• CALCULATION OF INCOME TAXES FOR MULTI- STATE MANUFACTURER C CORPORATION1. Taxpayer (Txp) calculates its federal income taxes2. Txp makes certain add-backs (e.g. bonus depreciation) and deductions to federal taxable income3. Txp subtracts allocations made to other states (e.g. income from the sale of real property in another state.)This equals net income subject to apportionment.
    • CALCULATION OF INCOME TAXES FOR MULTI- STATE MANUFACTURER C CORPORATION4. Txp takes net income subject to apportionment and multiples by apportionment ratio5. Txp adds back allocations made to South Carolina (e.g. income from sale of property in South Carolina)This equals total South Carolina net income.
    • CALCULATION OF INCOME TAXES FOR MULTI- STATE MANUFACTURER C CORPORATION6. Txp subtracts South Carolina Loss carry forwardsThis equals total South Carolina net income subject to tax7. Txp multiplies this amount by corporate income tax rate of 5%8. Txp subtracts tax credits (e.g. Job Tax Credit, ITC, etc.)9. Txp subtracts certain adjustments (e.g. Tax Withholdings) and this equals tax due
    • USE OF TAX CREDITS BY PASS THROUGH ENTITIES ♦ Pass Through Entity Specifically Qualifying for Credit South Carolina Code §12-6-3310(B) contains special provisions concerning the use of income tax credits by pass through entities. Unless specifically prohibited, an S corporation, limited liability company taxed as a partnership, or partnership that qualifies for a credit pursuant to Article 25 of Chapter 6, Title 12 may pass through the credit earned to each shareholder of the S corporation, member of the limited liability company, or partner of the partnership.B.R. Maybank, III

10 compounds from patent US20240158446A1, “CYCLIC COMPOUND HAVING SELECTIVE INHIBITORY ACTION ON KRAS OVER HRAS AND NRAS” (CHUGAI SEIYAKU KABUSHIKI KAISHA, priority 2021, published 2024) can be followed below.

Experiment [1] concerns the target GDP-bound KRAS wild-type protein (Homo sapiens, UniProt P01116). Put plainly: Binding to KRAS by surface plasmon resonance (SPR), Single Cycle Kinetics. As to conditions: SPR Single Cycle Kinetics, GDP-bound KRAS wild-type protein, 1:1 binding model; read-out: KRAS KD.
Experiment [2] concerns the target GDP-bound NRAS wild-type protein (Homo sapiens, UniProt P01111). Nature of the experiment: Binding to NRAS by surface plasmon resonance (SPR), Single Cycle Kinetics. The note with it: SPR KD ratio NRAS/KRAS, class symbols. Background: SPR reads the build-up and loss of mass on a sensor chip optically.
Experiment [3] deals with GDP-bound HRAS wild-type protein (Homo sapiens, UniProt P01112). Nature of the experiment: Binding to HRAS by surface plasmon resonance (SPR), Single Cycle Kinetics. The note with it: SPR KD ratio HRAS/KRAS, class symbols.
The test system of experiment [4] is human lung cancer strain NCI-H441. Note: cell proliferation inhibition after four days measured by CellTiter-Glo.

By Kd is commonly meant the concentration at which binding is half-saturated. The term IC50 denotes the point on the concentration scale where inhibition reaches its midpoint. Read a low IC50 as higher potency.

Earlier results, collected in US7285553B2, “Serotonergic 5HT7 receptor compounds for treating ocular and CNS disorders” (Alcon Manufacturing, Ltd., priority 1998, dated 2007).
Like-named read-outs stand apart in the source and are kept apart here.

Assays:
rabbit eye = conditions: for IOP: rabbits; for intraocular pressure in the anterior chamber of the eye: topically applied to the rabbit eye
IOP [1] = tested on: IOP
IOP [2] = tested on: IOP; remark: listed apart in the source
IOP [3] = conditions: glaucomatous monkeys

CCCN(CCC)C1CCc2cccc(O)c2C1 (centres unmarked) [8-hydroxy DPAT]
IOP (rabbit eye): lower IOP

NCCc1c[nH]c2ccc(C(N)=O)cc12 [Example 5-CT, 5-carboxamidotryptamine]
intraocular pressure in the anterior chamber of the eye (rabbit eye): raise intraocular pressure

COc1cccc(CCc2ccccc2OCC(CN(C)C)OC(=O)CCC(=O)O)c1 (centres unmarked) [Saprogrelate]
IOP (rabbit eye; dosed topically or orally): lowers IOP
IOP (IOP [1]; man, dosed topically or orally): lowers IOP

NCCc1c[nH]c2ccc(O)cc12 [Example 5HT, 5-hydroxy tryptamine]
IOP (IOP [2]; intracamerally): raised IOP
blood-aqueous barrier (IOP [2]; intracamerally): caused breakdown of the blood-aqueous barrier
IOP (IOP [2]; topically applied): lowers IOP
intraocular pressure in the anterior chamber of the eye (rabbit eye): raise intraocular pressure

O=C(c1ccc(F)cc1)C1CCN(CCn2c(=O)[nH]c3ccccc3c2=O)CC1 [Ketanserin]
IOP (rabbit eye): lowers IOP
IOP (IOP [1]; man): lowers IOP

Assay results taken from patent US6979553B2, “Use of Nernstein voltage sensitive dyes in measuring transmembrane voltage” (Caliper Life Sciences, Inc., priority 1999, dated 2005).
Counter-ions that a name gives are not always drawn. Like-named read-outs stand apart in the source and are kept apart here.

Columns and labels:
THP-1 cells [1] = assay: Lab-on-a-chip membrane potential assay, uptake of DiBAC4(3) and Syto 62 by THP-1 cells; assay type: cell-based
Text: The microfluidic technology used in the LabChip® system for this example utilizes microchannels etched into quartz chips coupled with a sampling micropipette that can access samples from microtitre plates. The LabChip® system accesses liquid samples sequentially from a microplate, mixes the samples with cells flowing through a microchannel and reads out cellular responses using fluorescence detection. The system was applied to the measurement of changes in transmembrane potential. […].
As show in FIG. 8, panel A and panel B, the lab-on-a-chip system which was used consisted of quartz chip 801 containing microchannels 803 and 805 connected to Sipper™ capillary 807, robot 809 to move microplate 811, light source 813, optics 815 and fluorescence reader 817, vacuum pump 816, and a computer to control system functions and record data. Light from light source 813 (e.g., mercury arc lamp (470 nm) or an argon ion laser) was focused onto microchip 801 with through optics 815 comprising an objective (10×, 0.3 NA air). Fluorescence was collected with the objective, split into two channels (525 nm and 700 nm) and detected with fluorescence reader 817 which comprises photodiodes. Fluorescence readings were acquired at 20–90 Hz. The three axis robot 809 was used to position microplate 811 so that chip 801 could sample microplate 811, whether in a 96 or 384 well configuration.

• USE OF TAX CREDITS BY PASS THROUGH ENTITIES (CONT.) NOTE: The statutory language of a particular tax credit controls whether a credit generated by an entity may be used by a partner, shareholder, or member. Great majority pass through.B.R. Maybank, III
    • SALES TAXES
    • SALES TAXES South Carolina imposes a "general” sales tax, equal to 6% of the gross proceeds of sales, upon every person engaged or continuing within this State in the business of selling tangible personal property at retail.B.R. Maybank, III
    • SALES TAXES The tax will therefore be applicable if:  a person is engaged or continuing in the business of selling,  the person is selling tangible personal property in South Carolina, and  the sales of tangible personal property in South Carolina are retail. The tax, if the above conditions are met, will be based upon the "gross proceeds” of sales.B.R. Maybank, III